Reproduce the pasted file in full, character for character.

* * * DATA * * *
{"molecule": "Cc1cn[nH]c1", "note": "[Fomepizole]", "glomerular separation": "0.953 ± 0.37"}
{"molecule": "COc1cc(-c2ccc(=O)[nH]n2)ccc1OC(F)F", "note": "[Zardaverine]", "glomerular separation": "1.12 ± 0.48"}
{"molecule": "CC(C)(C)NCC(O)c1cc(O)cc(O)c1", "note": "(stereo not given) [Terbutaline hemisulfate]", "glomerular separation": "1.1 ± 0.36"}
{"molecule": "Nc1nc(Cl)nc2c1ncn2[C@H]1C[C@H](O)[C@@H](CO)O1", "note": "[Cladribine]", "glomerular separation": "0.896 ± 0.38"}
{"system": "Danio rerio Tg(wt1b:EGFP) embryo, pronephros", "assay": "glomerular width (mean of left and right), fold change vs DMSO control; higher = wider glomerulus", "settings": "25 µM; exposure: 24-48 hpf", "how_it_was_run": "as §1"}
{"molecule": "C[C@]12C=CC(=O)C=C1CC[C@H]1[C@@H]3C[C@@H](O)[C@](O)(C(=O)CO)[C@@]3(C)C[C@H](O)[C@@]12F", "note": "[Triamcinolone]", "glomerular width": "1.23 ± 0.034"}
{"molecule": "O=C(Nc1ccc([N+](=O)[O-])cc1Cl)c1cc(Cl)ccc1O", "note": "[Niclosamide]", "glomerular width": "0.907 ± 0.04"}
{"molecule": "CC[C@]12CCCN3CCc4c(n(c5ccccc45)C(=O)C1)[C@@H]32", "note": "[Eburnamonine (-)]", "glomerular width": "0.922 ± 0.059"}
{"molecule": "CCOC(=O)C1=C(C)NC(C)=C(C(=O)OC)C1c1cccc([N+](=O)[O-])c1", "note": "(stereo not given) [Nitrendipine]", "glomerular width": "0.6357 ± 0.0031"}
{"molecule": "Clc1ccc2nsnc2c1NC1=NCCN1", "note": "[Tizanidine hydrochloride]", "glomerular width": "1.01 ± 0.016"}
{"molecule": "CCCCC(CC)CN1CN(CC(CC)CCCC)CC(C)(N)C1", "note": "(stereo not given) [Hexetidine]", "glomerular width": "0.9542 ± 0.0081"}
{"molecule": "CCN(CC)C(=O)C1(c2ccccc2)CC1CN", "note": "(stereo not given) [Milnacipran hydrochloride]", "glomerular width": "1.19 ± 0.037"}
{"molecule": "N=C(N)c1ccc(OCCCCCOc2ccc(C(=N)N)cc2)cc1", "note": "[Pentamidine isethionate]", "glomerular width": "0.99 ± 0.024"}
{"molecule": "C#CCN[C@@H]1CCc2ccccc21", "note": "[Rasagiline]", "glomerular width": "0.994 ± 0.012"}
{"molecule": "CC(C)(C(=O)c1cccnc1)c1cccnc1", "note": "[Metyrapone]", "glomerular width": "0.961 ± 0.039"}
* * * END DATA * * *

{"molecule": "Cc1cn[nH]c1", "note": "[Fomepizole]", "glomerular separation": "0.953 ± 0.37"}
{"molecule": "COc1cc(-c2ccc(=O)[nH]n2)ccc1OC(F)F", "note": "[Zardaverine]", "glomerular separation": "1.12 ± 0.48"}
{"molecule": "CC(C)(C)NCC(O)c1cc(O)cc(O)c1", "note": "(stereo not given) [Terbutaline hemisulfate]", "glomerular separation": "1.1 ± 0.36"}
{"molecule": "Nc1nc(Cl)nc2c1ncn2[C@H]1C[C@H](O)[C@@H](CO)O1", "note": "[Cladribine]", "glomerular separation": "0.896 ± 0.38"}
{"system": "Danio rerio Tg(wt1b:EGFP) embryo, pronephros", "assay": "glomerular width (mean of left and right), fold change vs DMSO control; higher = wider glomerulus", "settings": "25 µM; exposure: 24-48 hpf", "how_it_was_run": "as §1"}
{"molecule": "C[C@]12C=CC(=O)C=C1CC[C@H]1[C@@H]3C[C@@H](O)[C@](O)(C(=O)CO)[C@@]3(C)C[C@H](O)[C@@]12F", "note": "[Triamcinolone]", "glomerular width": "1.23 ± 0.034"}
{"molecule": "O=C(Nc1ccc([N+](=O)[O-])cc1Cl)c1cc(Cl)ccc1O", "note": "[Niclosamide]", "glomerular width": "0.907 ± 0.04"}
{"molecule": "CC[C@]12CCCN3CCc4c(n(c5ccccc45)C(=O)C1)[C@@H]32", "note": "[Eburnamonine (-)]", "glomerular width": "0.922 ± 0.059"}
{"molecule": "CCOC(=O)C1=C(C)NC(C)=C(C(=O)OC)C1c1cccc([N+](=O)[O-])c1", "note": "(stereo not given) [Nitrendipine]", "glomerular width": "0.6357 ± 0.0031"}
{"molecule": "Clc1ccc2nsnc2c1NC1=NCCN1", "note": "[Tizanidine hydrochloride]", "glomerular width": "1.01 ± 0.016"}
{"molecule": "CCCCC(CC)CN1CN(CC(CC)CCCC)CC(C)(N)C1", "note": "(stereo not given) [Hexetidine]", "glomerular width": "0.9542 ± 0.0081"}
{"molecule": "CCN(CC)C(=O)C1(c2ccccc2)CC1CN", "note": "(stereo not given) [Milnacipran hydrochloride]", "glomerular width": "1.19 ± 0.037"}
{"molecule": "N=C(N)c1ccc(OCCCCCOc2ccc(C(=N)N)cc2)cc1", "note": "[Pentamidine isethionate]", "glomerular width": "0.99 ± 0.024"}
{"molecule": "C#CCN[C@@H]1CCc2ccccc21", "note": "[Rasagiline]", "glomerular width": "0.994 ± 0.012"}
{"molecule": "CC(C)(C(=O)c1cccnc1)c1cccnc1", "note": "[Metyrapone]", "glomerular width": "0.961 ± 0.039"}